* - By having descended from the legendary Ossetian King Odin and his followers who were known among the ancient Teutons as the Aesir (singular: Aas), what is an obvious corruption of the word As, or the ancient Ossetian self-designation. The description of the location of Asaland or Asaheim found in the Norse sagas corresponds with the actual location of Ossetia (Alania); the Ossets were a dark-haired swarthy Iranian people who at that time lived on the northern slopes of the Caucasus and the steppes located north of it, along the Sea of Azov. It must be added here that the alleged blond Alans mentioned by one Roman source were actually Germanic slaves in Osset service, since the Ossets are known to have extensively employed foreign slaves as cannon fodder troops in their armies. Another piece of pseudo-evidence used to support the false claim that the ancient Alans were blond is the argument that the Alan tribe of the Ruxs-Alan (Rus-Alans or Rus-Ossets), or Ruxs-As in Ossetic (Roxolani, Roxalani, or Rosomoni of the antique sources), who are mentioned, among other sources, in the early medieval Alanic Tale of Iry Dada and Mstislav, was named so because its members had fair hair; in Ossetic the word ruxs means "radiance" or "light", but in reality this designation has nothing to do with hair color. According to G. Vernadski, Ruxs-Alan means "Radiant Alans". Therefore, it is not surprising that an Alan tribe would refer to itself as "radiant" since the sun emits radiance, and it was this very celestial body that featured very prominently in the religion of the ancient Iranians, hence the origin of the name "Radiant Alans". Furthermore, in the above-mentioned Tale of Iry Dada and Mstislav, which describes a Russian-Alan conflict in the early 1000's, the Alans often describe their Russian opponents as having blond or red hair, whereas, they never describe themselves in a likewise manner.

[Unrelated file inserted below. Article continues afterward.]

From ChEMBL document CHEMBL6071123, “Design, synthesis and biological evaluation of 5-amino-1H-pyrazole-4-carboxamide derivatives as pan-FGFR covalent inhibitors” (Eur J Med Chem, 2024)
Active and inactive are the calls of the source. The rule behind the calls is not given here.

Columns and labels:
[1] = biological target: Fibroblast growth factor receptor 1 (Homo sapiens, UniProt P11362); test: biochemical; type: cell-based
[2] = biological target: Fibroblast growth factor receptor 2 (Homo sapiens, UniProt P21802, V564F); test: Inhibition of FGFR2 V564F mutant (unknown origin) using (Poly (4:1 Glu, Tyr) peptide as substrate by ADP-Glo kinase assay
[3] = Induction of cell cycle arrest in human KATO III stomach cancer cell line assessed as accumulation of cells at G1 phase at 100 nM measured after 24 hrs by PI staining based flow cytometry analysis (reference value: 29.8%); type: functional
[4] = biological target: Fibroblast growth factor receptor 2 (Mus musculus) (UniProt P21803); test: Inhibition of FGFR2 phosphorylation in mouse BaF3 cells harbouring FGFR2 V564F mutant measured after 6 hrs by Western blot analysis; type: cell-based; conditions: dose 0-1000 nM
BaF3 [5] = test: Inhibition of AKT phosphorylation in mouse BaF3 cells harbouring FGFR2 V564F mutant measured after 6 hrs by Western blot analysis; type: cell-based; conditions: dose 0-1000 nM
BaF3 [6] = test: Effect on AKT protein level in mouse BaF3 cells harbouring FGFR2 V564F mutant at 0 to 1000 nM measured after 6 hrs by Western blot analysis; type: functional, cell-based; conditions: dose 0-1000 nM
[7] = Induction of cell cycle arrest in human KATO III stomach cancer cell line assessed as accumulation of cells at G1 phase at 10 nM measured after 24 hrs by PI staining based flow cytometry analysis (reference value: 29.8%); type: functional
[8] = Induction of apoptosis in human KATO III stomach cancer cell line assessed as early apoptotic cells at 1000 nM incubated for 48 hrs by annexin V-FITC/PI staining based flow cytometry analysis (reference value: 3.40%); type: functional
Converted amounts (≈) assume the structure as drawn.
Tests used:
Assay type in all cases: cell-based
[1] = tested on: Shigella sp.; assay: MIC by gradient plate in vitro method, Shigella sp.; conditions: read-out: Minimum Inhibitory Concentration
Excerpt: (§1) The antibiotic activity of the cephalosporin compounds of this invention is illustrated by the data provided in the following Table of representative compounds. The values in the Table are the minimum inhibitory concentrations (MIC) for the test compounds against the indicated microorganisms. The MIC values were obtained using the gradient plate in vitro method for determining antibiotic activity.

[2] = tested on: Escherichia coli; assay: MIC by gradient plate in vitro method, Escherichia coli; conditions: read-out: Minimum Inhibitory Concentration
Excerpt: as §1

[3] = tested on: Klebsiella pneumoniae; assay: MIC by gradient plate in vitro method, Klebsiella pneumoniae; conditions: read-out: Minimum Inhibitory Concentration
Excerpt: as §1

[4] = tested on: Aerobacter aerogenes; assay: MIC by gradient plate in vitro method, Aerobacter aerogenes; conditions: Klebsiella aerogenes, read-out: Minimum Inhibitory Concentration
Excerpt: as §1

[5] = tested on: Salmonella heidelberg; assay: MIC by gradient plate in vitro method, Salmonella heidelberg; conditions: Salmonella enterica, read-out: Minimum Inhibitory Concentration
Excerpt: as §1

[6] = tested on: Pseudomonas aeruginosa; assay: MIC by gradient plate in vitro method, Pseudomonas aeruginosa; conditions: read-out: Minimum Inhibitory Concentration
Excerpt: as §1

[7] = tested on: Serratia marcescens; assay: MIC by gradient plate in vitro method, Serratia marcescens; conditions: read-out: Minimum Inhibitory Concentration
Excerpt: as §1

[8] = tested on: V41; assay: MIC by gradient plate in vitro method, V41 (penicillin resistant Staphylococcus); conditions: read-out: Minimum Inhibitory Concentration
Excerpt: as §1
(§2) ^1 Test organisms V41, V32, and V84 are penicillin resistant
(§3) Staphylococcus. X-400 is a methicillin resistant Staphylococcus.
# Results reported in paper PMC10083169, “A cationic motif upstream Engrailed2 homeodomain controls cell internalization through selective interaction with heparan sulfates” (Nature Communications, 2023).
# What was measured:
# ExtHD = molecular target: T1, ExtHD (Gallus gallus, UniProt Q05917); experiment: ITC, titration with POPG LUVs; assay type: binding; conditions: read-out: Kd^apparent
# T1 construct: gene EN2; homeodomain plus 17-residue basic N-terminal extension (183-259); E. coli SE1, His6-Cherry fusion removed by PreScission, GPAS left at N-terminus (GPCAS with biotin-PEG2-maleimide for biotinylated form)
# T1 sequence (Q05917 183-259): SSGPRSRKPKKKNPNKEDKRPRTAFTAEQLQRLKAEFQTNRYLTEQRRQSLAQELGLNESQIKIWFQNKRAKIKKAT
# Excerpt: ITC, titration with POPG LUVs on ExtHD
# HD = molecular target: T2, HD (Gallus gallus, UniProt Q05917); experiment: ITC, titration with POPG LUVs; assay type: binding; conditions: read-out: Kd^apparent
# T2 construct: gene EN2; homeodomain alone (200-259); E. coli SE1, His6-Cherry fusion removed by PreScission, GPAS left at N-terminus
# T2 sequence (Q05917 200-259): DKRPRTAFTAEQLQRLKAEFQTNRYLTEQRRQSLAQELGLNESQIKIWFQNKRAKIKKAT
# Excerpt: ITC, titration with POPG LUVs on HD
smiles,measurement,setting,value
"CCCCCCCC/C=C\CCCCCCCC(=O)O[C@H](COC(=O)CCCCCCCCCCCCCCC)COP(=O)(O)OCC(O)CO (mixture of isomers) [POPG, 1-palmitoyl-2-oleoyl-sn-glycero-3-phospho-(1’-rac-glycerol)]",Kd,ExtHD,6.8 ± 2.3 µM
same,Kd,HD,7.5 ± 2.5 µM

The Ossets of Scandinavia conquered the natives and were recognized as "gods" by their Norse subjects. After some time the Aesir split into two groups: the southern, now known as the Dan, the name derived from the ancient Osset word for "water" (the name of the river Don in southern Russia is of same origin) and would thus mean "Waterers" or "People by the Water", established itself on the coast of present-day southern Sweden and later went on to create Denmark; the other group, located to the north and whose name derived from the word "gods" (because that is what, at least initially, the Ossets were treated as in the Nordic countries, thence the name) eventually left Scandinavia and embarked on an attempt to return to Ossetia (thence the Goths' journey in the direction of the Black Sea and the Sea of Azov). The connection between Odin and the Caucasus area has been recently pointed-out by the late Thor Heyerdahl; prior to him, the only other person to have made this connection, more precisely between ancient Scandinavia and Ossetia, that I'm aware of, was the emigre Osset scholar Dzambulat Dzanty. Unfortunetly, lacking the famous name and "appropriate" origin of his Norwegian counterpart, D. Dzanty has been blatantly ignored for the last several decades.